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RISMEDIA, July 1, 2011—It’s getting really crazy out there. We have officially seen the start of a race to the bottom among economists, statisticians and spokespeople who are all trying to win the award for Chicken Little of the Year.

I recently took offense with Zillow’s depiction of the state of our nation’s housing debt in terms of the percentage of borrowers who are underwater (28 percent), without reference to the percentage of total homeowners with no mortgage at all (30 percent), in addition to their stories about the trillions of dollars in equity that have evaporated in the last few years, with no reference to the trillions that have been gained in the last ten. To his credit, Zillow Chief Economist Dr. Stan Humphries responded and has agreed to have a friendly debate on my radio show. That should be a good conversation.

Then the next round of contenders was at the starting gate. Trulia and RealtyTrac came out with their study that surveyed consumers about how long they believed the housing market would be in a slump (three more years), and whether the government was doing enough to prevent foreclosures (45 percent said no).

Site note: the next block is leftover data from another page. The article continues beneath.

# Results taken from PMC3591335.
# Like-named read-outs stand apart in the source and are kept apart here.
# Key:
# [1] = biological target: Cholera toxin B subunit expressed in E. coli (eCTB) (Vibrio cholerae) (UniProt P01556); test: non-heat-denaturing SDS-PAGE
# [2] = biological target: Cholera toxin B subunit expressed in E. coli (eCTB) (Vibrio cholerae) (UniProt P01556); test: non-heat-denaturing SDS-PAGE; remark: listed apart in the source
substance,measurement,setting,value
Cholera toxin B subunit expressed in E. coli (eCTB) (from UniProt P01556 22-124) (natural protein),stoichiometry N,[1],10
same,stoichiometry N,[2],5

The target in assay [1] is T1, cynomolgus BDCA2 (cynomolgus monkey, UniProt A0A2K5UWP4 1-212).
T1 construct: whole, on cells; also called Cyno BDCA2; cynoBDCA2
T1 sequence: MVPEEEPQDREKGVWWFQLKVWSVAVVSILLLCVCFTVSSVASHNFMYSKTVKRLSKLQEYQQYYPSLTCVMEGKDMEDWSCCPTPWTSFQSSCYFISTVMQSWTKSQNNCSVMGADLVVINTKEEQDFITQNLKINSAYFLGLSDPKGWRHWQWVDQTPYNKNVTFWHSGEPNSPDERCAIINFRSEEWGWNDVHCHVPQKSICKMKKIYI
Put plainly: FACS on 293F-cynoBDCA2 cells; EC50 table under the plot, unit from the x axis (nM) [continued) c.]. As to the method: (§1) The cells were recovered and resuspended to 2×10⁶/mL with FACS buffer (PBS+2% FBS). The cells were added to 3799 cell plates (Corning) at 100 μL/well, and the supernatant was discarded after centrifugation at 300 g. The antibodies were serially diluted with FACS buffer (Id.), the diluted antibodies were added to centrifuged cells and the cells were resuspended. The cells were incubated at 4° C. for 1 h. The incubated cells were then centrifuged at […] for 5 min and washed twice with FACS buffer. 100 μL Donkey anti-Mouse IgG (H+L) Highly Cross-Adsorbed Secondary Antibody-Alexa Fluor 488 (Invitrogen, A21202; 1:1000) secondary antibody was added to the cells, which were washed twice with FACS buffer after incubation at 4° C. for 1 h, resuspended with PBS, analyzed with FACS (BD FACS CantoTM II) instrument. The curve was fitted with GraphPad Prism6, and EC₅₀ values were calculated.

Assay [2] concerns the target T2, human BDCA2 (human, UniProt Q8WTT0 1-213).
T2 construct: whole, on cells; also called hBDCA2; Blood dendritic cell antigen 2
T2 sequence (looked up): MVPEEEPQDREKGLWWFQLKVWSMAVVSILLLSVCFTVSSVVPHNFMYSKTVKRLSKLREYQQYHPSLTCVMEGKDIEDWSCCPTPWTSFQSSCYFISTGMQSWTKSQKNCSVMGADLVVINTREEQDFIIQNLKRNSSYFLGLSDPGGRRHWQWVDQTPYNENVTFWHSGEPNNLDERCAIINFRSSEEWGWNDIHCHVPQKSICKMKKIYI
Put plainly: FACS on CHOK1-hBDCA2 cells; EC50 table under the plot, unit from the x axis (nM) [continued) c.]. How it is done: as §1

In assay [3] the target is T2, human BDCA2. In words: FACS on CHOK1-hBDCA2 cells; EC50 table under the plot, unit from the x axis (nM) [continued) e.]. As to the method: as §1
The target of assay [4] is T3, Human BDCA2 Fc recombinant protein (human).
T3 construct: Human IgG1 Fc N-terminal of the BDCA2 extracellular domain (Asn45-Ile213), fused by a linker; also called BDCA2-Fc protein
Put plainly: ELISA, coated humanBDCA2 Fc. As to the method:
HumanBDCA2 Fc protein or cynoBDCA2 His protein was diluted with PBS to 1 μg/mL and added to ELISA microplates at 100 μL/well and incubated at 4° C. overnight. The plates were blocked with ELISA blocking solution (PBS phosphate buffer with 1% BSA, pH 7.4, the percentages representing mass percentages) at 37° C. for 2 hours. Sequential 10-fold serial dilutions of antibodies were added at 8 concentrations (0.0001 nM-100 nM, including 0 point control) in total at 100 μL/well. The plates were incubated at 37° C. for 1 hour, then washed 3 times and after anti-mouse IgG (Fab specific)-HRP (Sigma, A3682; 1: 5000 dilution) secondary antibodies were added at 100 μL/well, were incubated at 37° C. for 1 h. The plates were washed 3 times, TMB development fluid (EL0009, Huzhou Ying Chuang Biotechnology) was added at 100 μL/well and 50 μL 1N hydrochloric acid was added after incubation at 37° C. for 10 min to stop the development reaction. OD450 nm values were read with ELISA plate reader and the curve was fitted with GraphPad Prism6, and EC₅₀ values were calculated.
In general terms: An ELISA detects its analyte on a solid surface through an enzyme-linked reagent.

These folks have set the stage by putting talking points on the lips of media figures and armchair analysts across the nation. Their work begs for a response, but there is a risk of being branded Pollyanna to any real estate professional who dares to. Let me show you how to fight back and avoid that fate.

1. Come out swinging. Don’t be timid about your belief that American housing is the most resilient asset on the planet, be bold: “You are looking at this all wrong!”

2. Acknowledge that the market is the pits. “No one is saying those reports are factually wrong. I’m just saying they are focusing too much on the short-term and missing the real trend.”

3. Point the way through the fog. “I can see past this crisis and the enormous opportunity that will come next.”

4. Back it all up with historical facts. “American housing has appreciated in every ten-year period since the Great Depression, including the last ten years!”

The housing market, and the millions of homeowners we’ve sold property to, are counting on us to push back. If you are looking for support, look around you, and join the cause at

Greg Rand is CEO of and former managing partner of Better Homes and Gardens Rand Realty. For more information, please visit